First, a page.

Forsaken TIA hangar may bustle again soon
An Alabama company may bring in 400 jobs at the former US Airways hangar.
By STEVE HUETTEL, Times Staff Writer
Published March 4, 2008
New life in the form of 400 jobs may be ahead for this maintenance hangar at Tampa International that was abandoned in 2002.
[Times photo (2003)]
TAMPA - An Alabama aircraft maintenance firm has agreed to start a satellite operation at Tampa International Airport that is expected to employ more than 400 workers by the end of 2009.
Pemco World Air Services of Dothan, Ala., signed a 15-year lease on the old US Airways hangar effective April 1.
The company, whose customers include Southwest Airlines and Northwest Airlines, plans to work on its first jet in Tampa this summer, said Louis Miller, executive director of the airport. The Hillsborough County Aviation Authority board is scheduled to vote on the lease Thursday.
Pemco and the authority nearly closed a deal on the hangar last summer. But its parent sold the commercial jet business in September to Sun Capital Partners, a private investment firm in Boca Raton for $43-million.
The company soon broke off talks on the hangar, citing the potential loss of a maintenance contract Pemco had expected to win. Last month, Pemco called airport officials to revive the project, Miller said.
"We told them, 'We're ready to go if you're serious,' " he said. "It's good news." The new deal will restore hundreds of local aircraft maintenance and repair jobs lost when the airline industry went into a financial slump after the 9/11 attacks. Pemco executives were traveling Monday and not available for comment.
US Airways abruptly closed the hangar and laid off about 300 workers just before Thanksgiving 2002, months after filing for bankruptcy reorganization.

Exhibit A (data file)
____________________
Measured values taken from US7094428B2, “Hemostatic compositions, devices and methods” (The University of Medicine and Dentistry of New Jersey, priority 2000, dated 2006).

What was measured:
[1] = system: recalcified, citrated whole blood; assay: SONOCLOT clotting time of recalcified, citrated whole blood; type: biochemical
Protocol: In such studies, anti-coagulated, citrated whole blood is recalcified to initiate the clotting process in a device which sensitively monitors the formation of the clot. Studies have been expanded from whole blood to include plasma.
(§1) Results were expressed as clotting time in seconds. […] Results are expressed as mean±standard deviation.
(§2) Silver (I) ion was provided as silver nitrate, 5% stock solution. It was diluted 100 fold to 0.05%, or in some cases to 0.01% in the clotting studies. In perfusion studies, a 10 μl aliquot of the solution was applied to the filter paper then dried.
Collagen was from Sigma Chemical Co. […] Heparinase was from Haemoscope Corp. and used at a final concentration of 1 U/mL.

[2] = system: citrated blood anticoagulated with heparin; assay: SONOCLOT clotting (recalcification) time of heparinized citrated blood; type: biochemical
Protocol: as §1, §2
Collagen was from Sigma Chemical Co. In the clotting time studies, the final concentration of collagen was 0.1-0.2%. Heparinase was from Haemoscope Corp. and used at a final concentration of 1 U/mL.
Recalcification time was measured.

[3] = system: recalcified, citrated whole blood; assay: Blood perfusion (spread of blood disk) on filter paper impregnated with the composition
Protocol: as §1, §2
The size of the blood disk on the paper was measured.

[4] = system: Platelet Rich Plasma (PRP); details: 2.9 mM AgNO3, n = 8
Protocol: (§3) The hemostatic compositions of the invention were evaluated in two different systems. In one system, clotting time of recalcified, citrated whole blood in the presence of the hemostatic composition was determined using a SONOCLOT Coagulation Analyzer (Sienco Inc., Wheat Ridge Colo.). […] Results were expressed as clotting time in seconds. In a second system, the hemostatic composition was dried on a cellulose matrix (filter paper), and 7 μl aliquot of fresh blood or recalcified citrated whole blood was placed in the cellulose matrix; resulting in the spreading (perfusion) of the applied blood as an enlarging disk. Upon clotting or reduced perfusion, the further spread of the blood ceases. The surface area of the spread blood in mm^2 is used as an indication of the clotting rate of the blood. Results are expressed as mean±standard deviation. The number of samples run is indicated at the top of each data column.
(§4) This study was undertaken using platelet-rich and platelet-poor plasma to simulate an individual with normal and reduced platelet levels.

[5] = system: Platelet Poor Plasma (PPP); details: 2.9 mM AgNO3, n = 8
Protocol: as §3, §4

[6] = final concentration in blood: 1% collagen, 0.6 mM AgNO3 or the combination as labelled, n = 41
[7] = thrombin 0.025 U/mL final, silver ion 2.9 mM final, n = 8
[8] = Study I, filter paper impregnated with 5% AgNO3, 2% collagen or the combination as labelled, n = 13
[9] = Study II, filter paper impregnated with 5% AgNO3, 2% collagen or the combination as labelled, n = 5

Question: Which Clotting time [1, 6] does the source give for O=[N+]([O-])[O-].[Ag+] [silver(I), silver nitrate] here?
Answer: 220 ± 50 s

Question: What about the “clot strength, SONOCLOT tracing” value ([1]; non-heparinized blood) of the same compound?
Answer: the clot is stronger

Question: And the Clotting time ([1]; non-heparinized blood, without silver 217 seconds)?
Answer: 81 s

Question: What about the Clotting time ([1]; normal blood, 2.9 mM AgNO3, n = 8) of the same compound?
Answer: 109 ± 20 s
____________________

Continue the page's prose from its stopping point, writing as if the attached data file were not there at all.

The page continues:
In March 2005, Delta Air Lines announced plans to close its hangar at Tampa International and cut 300 jobs. The move was part of a wider effort to save $240-million by hiring outside companies to take over heavy jet maintenance mostly performed by Delta mechanics in Atlanta. The local hangar remains empty.
To cut costs, airlines increasingly shifted aircraft maintenance and repair to companies like Pemco in the past couple of decades. The company employs 900 and services more than 200 commercial aircraft annually.
Pemco outgrew its facilities in Dothan, former chief executive Ronald Aramini said last year. A business plan last June said the company planned to start with 130 Tampa employees and build up to 410, including 305 mechanics, by the end of 2009.
Mechanics will earn $18 per hour and inspectors $20.50 hourly, the plan said. Three out of four mechanics will be Pemco employees, with the rest leased from other companies.
They will perform scheduled maintenance - the aviation equivalent of a 30,000-mile check on your car - on the airframes of narrow-body jets including Boeing 737s, MD88s and Airbus 320s.
Steve Huettel can be reached at firstname.lastname@example.org or (813) 226-3384.
Pemco recently began contacting local mechanics who submitted applications last year. Working in Tampa again sounds good to Sam Rivera, a veteran US Airways mechanic who has commuted each week to Philadelphia since December.
"It's a lot of wear and tear," said Rivera, who lives north of Tampa in Northdale. "With the crash pad and everything, I'm paying $400 per month (to commute). I'd rather be home."
Aircraft mechanics getting recruited
Pemco recently began contacting local mechanics who submitted applications last year. Working in Tampa again sounds good to Sam Rivera, a veteran US Airways mechanic who has commuted each week to Philadelphia since December. "It's a lot of wear and tear," said Rivera, who lives north of Tampa in Northdale. "With the crash pad and everything, I'm paying $400 per month (to commute). I'd rather be home."
[Last modified March 3, 2008, 22:57:39]
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